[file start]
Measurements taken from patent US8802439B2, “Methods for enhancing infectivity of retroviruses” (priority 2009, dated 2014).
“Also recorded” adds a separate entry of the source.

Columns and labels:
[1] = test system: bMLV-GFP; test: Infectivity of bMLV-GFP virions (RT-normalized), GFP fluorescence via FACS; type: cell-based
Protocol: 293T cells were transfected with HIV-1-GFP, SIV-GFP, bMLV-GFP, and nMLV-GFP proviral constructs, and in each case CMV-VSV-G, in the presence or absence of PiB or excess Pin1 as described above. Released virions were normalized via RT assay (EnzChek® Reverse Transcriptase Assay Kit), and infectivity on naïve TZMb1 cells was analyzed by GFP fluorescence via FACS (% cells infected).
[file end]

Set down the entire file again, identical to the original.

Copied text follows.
Measurements taken from patent US8802439B2, “Methods for enhancing infectivity of retroviruses” (priority 2009, dated 2014).
“Also recorded” adds a separate entry of the source.

Columns and labels:
[1] = test system: bMLV-GFP; test: Infectivity of bMLV-GFP virions (RT-normalized), GFP fluorescence via FACS; type: cell-based
Protocol: 293T cells were transfected with HIV-1-GFP, SIV-GFP, bMLV-GFP, and nMLV-GFP proviral constructs, and in each case CMV-VSV-G, in the presence or absence of PiB or excess Pin1 as described above. Released virions were normalized via RT assay (EnzChek® Reverse Transcriptase Assay Kit), and infectivity on naïve TZMb1 cells was analyzed by GFP fluorescence via FACS (% cells infected).